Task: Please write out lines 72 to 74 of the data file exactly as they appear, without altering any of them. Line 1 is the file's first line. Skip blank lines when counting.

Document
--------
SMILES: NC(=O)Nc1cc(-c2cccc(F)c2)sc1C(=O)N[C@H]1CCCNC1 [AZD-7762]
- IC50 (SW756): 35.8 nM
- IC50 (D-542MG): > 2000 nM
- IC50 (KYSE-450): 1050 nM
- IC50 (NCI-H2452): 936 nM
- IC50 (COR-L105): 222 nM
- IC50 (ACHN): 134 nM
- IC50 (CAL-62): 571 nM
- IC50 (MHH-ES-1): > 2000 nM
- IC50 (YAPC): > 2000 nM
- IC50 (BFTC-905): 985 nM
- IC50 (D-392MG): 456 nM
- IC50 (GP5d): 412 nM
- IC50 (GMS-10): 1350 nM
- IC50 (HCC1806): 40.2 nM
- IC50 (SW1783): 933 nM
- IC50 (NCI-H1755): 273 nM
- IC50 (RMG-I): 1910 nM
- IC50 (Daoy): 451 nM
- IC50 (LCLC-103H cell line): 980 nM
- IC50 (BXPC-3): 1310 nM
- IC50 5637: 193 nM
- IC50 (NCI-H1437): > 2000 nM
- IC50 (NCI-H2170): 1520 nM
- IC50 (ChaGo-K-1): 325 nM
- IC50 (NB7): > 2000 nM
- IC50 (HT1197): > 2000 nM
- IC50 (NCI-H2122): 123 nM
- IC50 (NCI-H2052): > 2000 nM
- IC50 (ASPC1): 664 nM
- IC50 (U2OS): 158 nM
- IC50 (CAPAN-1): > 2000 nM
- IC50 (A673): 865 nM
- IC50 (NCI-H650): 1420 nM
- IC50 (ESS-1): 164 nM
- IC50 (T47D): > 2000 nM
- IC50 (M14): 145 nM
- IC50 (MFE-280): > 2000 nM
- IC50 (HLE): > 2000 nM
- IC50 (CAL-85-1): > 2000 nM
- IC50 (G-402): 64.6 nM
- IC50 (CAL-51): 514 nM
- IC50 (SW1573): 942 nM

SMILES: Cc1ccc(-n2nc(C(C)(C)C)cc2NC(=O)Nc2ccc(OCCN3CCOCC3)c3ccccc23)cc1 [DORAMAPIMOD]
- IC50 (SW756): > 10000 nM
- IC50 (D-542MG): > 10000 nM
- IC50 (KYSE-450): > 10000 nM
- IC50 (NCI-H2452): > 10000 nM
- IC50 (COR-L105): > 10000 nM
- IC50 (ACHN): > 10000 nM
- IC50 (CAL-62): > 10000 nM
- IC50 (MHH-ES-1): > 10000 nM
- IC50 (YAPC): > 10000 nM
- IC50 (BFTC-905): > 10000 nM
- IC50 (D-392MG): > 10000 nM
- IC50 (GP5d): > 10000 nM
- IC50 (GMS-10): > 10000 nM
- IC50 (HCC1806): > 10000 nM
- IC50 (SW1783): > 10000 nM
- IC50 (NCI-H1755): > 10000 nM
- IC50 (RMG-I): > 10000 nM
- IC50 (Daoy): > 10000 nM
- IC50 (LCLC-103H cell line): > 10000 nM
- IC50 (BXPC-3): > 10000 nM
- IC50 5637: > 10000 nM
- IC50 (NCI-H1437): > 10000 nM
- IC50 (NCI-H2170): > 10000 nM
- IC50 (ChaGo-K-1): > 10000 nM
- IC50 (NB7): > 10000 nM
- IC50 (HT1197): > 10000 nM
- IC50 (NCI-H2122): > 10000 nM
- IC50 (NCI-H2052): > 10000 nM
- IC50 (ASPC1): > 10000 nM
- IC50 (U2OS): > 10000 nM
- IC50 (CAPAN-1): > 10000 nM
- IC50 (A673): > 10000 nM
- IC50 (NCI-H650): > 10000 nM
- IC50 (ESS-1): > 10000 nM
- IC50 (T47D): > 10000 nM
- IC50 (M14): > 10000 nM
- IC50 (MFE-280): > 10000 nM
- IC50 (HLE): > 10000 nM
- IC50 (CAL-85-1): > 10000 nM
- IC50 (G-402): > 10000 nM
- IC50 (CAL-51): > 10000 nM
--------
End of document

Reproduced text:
- IC50 (NCI-H2052): > 10000 nM
- IC50 (ASPC1): > 10000 nM
- IC50 (U2OS): > 10000 nM